New intra-nasal imaging to study airways in patients with cystic fibrosis
A paper published today in Science Translational Medicine describes a simple, minimally invasive new tool for viewing differences in the nasal airways of cystic fibrosis patients in vivo at a cellular level. The new technique provides high-resolution images of the hair-like structures called cilia that line nasal airways as well as detailed features of the clearance of mucus, which is impaired in people with CF, causing significant morbidity.
The imaging catheter, which is about 2-millimeters in diameter, uses optical coherence tomography with a resolution of about 1 micrometer—a 50th the size of a human hair—allowing researchers to probe the nasal passages of patients without even sedating them.
"We've done a lot of benchtop imaging with micro-OCT but this is the first time we've been able to use it in people," said co-principal investigator Guillermo Tearney, MD, Ph.D., a pathologist and investigator for the department of Pathology and Wellman Center for Photomedicine at Massachusetts General Hospital (MGH), the Remondi Family MGH Research Institute Chair, and professor of pathology at Harvard Medical School (HMS). "It's unprecedented to see this pathophysiology dynamically in living patients. It will allow us to begin to understand things we never even knew were there."
Among the researchers' findings were that in CF patients, the mucus contained more inflammatory cells than in control subjects and it was dehydrated, moving slowly and impacting cilia speed. The researchers were surprised that they were even able to measure the mucus's reflective quality, which they determined was an indicator of viscosity, and that patches of CF patients' cilia and epithelium were ablated. "We thought they were there but just not functioning well," said Tearney, "but in places they were completely gone."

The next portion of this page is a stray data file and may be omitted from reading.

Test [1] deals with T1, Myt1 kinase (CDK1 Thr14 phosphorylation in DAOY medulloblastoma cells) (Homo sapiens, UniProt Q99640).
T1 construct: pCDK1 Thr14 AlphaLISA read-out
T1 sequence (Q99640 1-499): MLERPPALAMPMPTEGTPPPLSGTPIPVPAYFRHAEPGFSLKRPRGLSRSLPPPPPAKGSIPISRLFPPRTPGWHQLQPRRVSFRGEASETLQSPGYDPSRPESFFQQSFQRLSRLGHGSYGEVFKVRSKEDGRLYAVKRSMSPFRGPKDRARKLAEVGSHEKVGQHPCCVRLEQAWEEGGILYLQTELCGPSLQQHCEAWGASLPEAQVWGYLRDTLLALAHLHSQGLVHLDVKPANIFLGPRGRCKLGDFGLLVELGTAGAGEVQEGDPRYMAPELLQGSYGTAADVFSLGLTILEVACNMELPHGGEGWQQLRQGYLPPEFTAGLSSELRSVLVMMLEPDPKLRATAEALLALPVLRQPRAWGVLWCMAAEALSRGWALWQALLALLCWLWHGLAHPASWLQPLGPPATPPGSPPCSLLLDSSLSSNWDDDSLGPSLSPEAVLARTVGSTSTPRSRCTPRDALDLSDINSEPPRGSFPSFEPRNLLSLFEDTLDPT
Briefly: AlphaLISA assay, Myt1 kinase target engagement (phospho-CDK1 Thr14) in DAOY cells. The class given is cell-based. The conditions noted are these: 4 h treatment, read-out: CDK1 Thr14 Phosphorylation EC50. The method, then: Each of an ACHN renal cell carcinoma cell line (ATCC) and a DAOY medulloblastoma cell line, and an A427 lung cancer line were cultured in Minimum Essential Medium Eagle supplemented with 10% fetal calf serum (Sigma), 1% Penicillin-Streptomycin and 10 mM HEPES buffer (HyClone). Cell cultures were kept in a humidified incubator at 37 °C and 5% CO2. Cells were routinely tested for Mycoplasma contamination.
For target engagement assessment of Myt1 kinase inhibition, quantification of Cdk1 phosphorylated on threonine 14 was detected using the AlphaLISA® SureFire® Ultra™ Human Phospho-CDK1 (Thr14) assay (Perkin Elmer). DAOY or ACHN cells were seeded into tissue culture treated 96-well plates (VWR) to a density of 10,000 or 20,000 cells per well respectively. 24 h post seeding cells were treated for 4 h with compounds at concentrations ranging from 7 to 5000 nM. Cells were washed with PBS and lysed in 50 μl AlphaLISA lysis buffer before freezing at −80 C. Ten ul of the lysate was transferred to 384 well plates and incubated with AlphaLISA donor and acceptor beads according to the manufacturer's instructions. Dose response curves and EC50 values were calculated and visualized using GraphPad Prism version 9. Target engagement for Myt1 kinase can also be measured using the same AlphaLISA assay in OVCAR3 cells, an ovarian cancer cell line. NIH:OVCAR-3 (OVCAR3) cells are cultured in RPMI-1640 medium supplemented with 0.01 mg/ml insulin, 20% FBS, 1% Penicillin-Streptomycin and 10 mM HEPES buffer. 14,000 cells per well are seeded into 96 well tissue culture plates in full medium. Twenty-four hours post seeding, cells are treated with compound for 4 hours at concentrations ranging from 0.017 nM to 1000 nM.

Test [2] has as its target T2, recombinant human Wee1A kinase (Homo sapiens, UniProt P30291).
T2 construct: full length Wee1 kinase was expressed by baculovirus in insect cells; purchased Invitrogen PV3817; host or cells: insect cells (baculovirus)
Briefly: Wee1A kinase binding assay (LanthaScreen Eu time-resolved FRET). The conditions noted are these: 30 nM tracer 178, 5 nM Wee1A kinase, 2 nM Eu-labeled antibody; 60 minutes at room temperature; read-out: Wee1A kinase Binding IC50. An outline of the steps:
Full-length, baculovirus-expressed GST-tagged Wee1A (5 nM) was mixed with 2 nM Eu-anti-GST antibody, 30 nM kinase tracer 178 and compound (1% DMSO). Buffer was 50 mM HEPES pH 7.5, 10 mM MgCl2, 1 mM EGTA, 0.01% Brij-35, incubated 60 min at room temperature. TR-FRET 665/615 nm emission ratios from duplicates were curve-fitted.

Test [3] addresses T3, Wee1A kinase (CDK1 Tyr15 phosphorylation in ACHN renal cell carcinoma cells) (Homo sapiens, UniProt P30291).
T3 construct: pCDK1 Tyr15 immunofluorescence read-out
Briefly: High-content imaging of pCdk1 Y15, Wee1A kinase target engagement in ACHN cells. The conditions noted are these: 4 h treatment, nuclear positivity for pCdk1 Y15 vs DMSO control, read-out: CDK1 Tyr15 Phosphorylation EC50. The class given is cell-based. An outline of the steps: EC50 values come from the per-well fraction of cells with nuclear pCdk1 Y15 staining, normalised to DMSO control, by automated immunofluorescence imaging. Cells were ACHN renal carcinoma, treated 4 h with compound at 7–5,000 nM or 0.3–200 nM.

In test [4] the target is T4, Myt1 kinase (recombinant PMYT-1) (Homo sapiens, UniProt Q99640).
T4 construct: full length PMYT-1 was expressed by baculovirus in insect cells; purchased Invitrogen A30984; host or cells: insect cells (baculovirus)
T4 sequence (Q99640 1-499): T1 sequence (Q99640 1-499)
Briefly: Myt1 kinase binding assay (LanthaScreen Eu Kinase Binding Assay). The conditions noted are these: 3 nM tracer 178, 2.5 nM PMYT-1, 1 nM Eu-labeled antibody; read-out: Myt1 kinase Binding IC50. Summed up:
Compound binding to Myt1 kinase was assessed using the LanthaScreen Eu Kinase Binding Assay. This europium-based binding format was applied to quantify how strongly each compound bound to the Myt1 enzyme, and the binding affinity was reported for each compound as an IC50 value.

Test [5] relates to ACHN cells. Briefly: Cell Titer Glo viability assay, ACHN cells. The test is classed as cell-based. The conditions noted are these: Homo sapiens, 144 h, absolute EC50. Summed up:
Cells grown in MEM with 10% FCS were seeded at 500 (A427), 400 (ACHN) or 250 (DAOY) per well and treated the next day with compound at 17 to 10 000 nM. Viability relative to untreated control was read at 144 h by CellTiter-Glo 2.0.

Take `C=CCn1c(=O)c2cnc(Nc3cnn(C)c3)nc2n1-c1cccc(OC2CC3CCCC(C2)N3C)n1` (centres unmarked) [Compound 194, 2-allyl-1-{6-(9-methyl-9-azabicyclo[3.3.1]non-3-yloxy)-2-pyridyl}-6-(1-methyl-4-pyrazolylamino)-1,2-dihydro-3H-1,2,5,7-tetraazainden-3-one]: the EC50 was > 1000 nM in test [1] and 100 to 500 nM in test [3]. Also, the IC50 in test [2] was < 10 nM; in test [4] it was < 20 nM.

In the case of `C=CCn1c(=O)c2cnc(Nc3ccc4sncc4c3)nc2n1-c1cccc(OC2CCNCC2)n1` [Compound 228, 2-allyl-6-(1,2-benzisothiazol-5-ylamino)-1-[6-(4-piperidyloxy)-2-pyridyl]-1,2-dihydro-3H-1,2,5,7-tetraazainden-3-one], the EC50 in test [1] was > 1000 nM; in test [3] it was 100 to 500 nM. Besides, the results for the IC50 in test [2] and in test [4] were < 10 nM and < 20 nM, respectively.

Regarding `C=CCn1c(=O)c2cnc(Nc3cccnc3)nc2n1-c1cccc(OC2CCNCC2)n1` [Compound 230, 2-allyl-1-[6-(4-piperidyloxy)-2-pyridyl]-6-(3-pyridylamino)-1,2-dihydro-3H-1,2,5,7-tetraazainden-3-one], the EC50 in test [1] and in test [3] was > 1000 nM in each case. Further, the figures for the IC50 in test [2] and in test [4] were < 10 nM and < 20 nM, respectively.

The approximately 30,000 cystic fibrosis patients in the United States have an average life expectancy of about 45 years. The new technique will allow clinicians to earlier diagnose diseases that affect the airways, monitor them and optimize drug therapies for individual patients. "Visualizing abnormal mucus will be a powerful tool," said co-principal investigator Steven M. Rowe, MD, MSPH, director of the Gregory Fleming James Cystic Fibrosis Research Center and a professor of medicine at the University of Alabama at Birmingham. "Now we'll be able to see how various treatments affect the airway—not only agents intended to fix abnormal mucus, which is applicable to many diseases, but also treatments that repair the basic CF defect itself."
The researchers expect micro-OCT to have many applications beyond cystic fibrosis—from diagnosing and treating respiratory ailments like primary ciliary dyskinesia, chronic sinus disease, and chronic obstructive pulmonary disease (COPD) to screening the GI tract for diseases and imaging coronary artery cells. "The goal is to figure out who else it can be used to help," said Rowe, "and make it more broadly accessible as a device."